Oz unit deported just 700 foreign workers; 2,500 left voluntarily
The new enforcement unit set up to reduce the number of illegal foreign workers has deported only 669 workers since it began operating in July. But more than three times that number - almost 2,500 - have left voluntarily, according to an internal report prepared by the unit, Oz.
The report, of which Haaretz obtained a copy, said 2,433 workers left voluntarily and another 104 are in the process.
Even if all these departures are chalked up to Oz, the unit is still far short of its target. According to the cabinet decision that established the unit, it aims to get rid of 20,000 illegal foreign workers this year and 100,000 by the end of 2013, out of the estimated 280,000 illegals in the country as of January.
But it is far from clear that all voluntary departures can be credited to Oz. First, according to attorney Oded Feller of the Association for Civil Rights in Israel, there is no guarantee that the figures are accurate. When Oz's predecessor, the Immigration Police, published its first data, "the state comptroller found that the numbers were inflated by 30 percent," Feller said.
Moreover, some of the voluntary departures could be people who left because their visas happened to expire, or who left for some reason unconnected to Oz, he said.
Nevertheless, Feller acknowledged that "there is no doubt that when there is vigorous deterrent activity against hiring illegals, it has an impact. During the period of the Immigration Police, very few [employers] were fined, but there was a campaign that led to a wave of dismissals of African janitors," who then reconsidered whether to stay.
"When it's hard to find work, that encourages departures," he said. Thus recently enacted legislation that raised fines on those who hire illegals "will surely have an effect."
But "so does the knowledge that there is an [enforcement] unit operating and making noise and creating a feeling of fear and talking about arresting children," he said. "That generates fear among the parents and a preference for leaving voluntarily rather than having their children experience such things."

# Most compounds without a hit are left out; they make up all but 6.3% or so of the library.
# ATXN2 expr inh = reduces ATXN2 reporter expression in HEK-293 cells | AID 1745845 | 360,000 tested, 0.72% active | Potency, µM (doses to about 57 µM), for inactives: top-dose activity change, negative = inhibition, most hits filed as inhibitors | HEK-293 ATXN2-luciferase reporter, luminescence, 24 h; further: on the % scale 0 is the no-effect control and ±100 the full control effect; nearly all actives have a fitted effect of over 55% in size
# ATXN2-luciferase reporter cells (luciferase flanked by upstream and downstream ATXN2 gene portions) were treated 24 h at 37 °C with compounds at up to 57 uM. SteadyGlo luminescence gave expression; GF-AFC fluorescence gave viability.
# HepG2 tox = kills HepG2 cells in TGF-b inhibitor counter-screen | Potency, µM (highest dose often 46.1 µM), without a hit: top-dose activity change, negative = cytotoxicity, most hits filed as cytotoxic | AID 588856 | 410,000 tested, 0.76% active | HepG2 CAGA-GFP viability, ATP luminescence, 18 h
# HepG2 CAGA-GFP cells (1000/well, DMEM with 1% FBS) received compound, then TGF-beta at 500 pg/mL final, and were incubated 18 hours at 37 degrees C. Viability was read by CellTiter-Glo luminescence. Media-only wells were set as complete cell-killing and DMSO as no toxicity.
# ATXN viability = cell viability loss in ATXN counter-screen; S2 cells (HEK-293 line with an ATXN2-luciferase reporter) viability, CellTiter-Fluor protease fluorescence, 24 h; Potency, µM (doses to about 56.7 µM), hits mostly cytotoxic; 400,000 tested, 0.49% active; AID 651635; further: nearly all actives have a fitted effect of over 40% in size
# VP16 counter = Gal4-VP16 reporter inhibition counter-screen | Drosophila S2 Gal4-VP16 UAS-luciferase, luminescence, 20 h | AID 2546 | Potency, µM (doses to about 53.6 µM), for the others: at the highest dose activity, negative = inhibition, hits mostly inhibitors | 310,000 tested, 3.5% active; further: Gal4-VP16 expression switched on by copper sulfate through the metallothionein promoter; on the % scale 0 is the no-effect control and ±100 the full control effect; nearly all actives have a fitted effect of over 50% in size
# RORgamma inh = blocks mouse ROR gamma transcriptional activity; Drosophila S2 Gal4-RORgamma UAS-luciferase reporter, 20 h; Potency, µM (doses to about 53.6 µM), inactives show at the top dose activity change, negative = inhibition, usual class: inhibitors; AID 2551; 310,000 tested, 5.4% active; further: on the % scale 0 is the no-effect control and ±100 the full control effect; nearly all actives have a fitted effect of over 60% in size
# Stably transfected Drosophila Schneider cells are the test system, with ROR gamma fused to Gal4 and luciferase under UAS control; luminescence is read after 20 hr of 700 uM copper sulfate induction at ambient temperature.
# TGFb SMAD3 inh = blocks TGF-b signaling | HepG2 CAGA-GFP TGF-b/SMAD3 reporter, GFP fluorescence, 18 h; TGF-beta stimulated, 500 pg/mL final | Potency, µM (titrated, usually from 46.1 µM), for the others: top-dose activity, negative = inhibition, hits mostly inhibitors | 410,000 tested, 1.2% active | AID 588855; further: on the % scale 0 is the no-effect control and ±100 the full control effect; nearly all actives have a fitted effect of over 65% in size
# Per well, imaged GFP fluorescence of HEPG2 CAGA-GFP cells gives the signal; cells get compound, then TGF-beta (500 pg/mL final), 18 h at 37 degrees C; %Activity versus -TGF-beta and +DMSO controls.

Nevertheless, the data raise the question of whether deportation is necessary at all. Might intensive efforts at persuasion be more effective than pursuit and imprisonment? Or maybe it would be better to focus on punishing employers of illegal foreigners?
Since Oz, which is part of the Interior Ministry, began operating, the Ministry of Industry, Trade and Labor has fined 382 employers in a parallel operation. The minimum fine is NIS 5,000, while the legal maximum is NIS 100,000.
The Interior Ministry insisted that "trying to disconnect the Oz unit's intensive activity from the voluntary departure of foreigners denies reality. It is impossible to ignore that ongoing enforcement activity has left its mark via the fact that many foreigners, including families, prefer to leave voluntarily and not wait for decisions and enforcement."
Meir Gopstein, who heads Oz's voluntary departure section, agreed. "We see parents of children who turn to us of their own initiative," he said. "In July, there were many applications before the [scheduled] expulsion deadline" for illegals with children, though this number dropped after the government postponed the deadline, he added.
But MK Nitzan Horowitz (Meretz), a member of the Knesset Committee on Foreign Workers, says the figures "expose the big lie behind the Interior Ministry's exhibitionist deportation policy," though he focuses on a different aspect of the problem.
"Thousands are leaving Israel or are being deported, but at the same time, we are bringing in new foreign workers via the revolving-door system so that various middlemen and labor contractors can earn fat fees off them," he charged.